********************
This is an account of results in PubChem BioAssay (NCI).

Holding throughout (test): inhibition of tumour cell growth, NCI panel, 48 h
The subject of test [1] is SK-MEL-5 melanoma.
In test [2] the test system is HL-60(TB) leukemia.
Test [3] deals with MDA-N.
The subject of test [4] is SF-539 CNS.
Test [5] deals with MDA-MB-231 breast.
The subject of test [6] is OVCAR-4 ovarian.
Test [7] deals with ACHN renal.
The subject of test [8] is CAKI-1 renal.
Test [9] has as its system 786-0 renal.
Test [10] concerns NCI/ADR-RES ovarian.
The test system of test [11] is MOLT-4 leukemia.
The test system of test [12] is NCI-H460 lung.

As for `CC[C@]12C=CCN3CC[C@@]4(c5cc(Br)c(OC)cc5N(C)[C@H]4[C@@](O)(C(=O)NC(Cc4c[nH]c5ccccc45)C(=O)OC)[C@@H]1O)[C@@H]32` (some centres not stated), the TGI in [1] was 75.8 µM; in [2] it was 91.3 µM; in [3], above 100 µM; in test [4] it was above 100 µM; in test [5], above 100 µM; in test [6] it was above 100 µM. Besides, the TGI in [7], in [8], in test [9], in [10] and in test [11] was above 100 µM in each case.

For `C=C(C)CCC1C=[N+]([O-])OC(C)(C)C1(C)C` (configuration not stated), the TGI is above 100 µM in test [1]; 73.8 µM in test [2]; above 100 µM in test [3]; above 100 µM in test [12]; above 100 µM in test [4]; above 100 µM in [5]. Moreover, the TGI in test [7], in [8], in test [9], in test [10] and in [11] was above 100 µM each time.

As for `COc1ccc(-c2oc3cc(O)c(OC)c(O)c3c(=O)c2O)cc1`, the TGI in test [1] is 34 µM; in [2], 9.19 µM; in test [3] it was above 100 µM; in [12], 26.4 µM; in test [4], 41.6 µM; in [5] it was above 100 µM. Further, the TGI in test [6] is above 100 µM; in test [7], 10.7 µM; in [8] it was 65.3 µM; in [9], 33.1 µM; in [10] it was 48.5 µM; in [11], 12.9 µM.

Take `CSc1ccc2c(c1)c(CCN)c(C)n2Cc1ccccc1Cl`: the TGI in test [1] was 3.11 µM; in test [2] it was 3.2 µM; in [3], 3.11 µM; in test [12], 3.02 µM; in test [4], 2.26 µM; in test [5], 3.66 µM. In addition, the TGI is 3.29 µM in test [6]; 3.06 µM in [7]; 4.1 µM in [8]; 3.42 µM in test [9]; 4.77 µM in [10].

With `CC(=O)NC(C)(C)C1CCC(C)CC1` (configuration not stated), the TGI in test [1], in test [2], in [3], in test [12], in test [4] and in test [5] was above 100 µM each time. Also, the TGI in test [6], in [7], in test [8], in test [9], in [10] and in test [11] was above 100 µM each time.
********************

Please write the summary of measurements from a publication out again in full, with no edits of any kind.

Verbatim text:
This is an account of results in PubChem BioAssay (NCI).

Holding throughout (test): inhibition of tumour cell growth, NCI panel, 48 h
The subject of test [1] is SK-MEL-5 melanoma.
In test [2] the test system is HL-60(TB) leukemia.
Test [3] deals with MDA-N.
The subject of test [4] is SF-539 CNS.
Test [5] deals with MDA-MB-231 breast.
The subject of test [6] is OVCAR-4 ovarian.
Test [7] deals with ACHN renal.
The subject of test [8] is CAKI-1 renal.
Test [9] has as its system 786-0 renal.
Test [10] concerns NCI/ADR-RES ovarian.
The test system of test [11] is MOLT-4 leukemia.
The test system of test [12] is NCI-H460 lung.

As for `CC[C@]12C=CCN3CC[C@@]4(c5cc(Br)c(OC)cc5N(C)[C@H]4[C@@](O)(C(=O)NC(Cc4c[nH]c5ccccc45)C(=O)OC)[C@@H]1O)[C@@H]32` (some centres not stated), the TGI in [1] was 75.8 µM; in [2] it was 91.3 µM; in [3], above 100 µM; in test [4] it was above 100 µM; in test [5], above 100 µM; in test [6] it was above 100 µM. Besides, the TGI in [7], in [8], in test [9], in [10] and in test [11] was above 100 µM in each case.

For `C=C(C)CCC1C=[N+]([O-])OC(C)(C)C1(C)C` (configuration not stated), the TGI is above 100 µM in test [1]; 73.8 µM in test [2]; above 100 µM in test [3]; above 100 µM in test [12]; above 100 µM in test [4]; above 100 µM in [5]. Moreover, the TGI in test [7], in [8], in test [9], in test [10] and in [11] was above 100 µM each time.

As for `COc1ccc(-c2oc3cc(O)c(OC)c(O)c3c(=O)c2O)cc1`, the TGI in test [1] is 34 µM; in [2], 9.19 µM; in test [3] it was above 100 µM; in [12], 26.4 µM; in test [4], 41.6 µM; in [5] it was above 100 µM. Further, the TGI in test [6] is above 100 µM; in test [7], 10.7 µM; in [8] it was 65.3 µM; in [9], 33.1 µM; in [10] it was 48.5 µM; in [11], 12.9 µM.

Take `CSc1ccc2c(c1)c(CCN)c(C)n2Cc1ccccc1Cl`: the TGI in test [1] was 3.11 µM; in test [2] it was 3.2 µM; in [3], 3.11 µM; in test [12], 3.02 µM; in test [4], 2.26 µM; in test [5], 3.66 µM. In addition, the TGI is 3.29 µM in test [6]; 3.06 µM in [7]; 4.1 µM in [8]; 3.42 µM in test [9]; 4.77 µM in [10].

With `CC(=O)NC(C)(C)C1CCC(C)CC1` (configuration not stated), the TGI in test [1], in test [2], in [3], in test [12], in test [4] and in test [5] was above 100 µM each time. Also, the TGI in test [6], in [7], in test [8], in test [9], in [10] and in test [11] was above 100 µM each time.